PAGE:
Also last week, farmworkers in New York filed a lawsuit against their employer for failure to pay legally required wages and for providing unsafe and overcrowded housing.  The workers are represented by the Worker Justice Center of New York. They are seeking unpaid wages and overtime pay from 2012 through the present, plus monetary damages for the substandard housing. The employer involved participates in the H-2A program, but allegedly paid the plaintiffs, who are domestic workers, lower wages than those required under the program.

In Washington, there is ongoing activism and challenges following the death of an H-2A worker last year. Fellow workers were fired when they went on strike to demand better working conditions and their employer, Sarbanand Farms, was fined earlier this year by the DOL for not providing required breaks and meal periods. The case is detailed in a recent article in The American Prospect by David Bacon entitled “What Was the Life of this Guest Worker Worth?” The article quotes FJ President Bruce Goldstein on a variety of H-2A issues. It also mentions WAFLA’s (formerly the Washington Farm Labor Association) manipulation of wage surveys in order to drive down wages. FJ is working with Washington state advocates to protect farmworker wages.

ICE Raids Agricultural Facilities in Nebraska and Minnesota

On August 8, ICE raided various facilities in Nebraska and Minnesota, including a tomato greenhouse, a cattle feedlot and a potato processing facility. ICE agents arrested 133 workers.  Seventeen employers were also arrested based on allegations including wire fraud and money laundering. The arrests resulted from an investigation centered on a recruiter who hired workers for the various businesses involved. The recruiter allegedly forced employees to cash their paychecks at his grocery store, charging them a fee. He also allegedly withheld a portion of each paycheck, claiming he was withholding taxes but instead pocketing the money.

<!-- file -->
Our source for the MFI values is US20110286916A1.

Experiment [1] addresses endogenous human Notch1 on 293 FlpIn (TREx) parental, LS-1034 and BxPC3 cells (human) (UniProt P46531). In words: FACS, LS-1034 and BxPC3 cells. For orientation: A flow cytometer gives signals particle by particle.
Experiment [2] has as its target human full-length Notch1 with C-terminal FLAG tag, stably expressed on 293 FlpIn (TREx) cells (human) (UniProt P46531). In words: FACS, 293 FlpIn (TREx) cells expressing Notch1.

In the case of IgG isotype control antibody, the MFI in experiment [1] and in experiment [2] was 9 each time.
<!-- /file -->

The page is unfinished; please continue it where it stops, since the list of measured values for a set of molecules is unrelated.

A particularly disturbing aspect of these recent raids is that the employees who were allegedly cheated by these abusive employers are being detained themselves. This will likely have a chilling effect on other employees who might be willing to denounce employer abuses in the future, because they will fear immigration reprisals for themselves or their colleagues. The local communities in the areas where the raids occurred have of course been severely impacted. A public school opened its doors to offer counseling for individuals affected by the raids, including many children whose family members, including parents, were detained.  A protest and vigil were held shortly after the raids. Some neighbors also voiced concerns about the economic impact that the raids will have on these small rural communities.

Legal Battle over the Status of DACA Continues Amidst Legislative Inaction

On August 3, a federal judge in D.C. vacated the government’s rescission of the DACA program. This means that the government may soon have to start accepting new DACA applications, in addition to processing renewals, which is currently required pursuant to previous orders by judges in California and New York. The D.C. judge’s order will go into effect on August 23 unless the U.S. government obtains a stay of the order by that date. In the meantime, a case challenging DACA is currently being litigated in Texas and could result in a judge ruling that DACA must be terminated and that the government must stop receiving applications. If that happens, there could be contradictory orders regarding DACA from different courts in the country. Any conflicting court decisions would need to be appealed and may ultimately end up before the Supreme Court, though the timeline for a potential Supreme Court decision still remains unclear.  This uncertainty is weighing heavily on Dreamers as they continue to plan their futures. For a full summary of ongoing litigation related to DACA, please see this chart prepared by the National Immigration Law Center (NILC).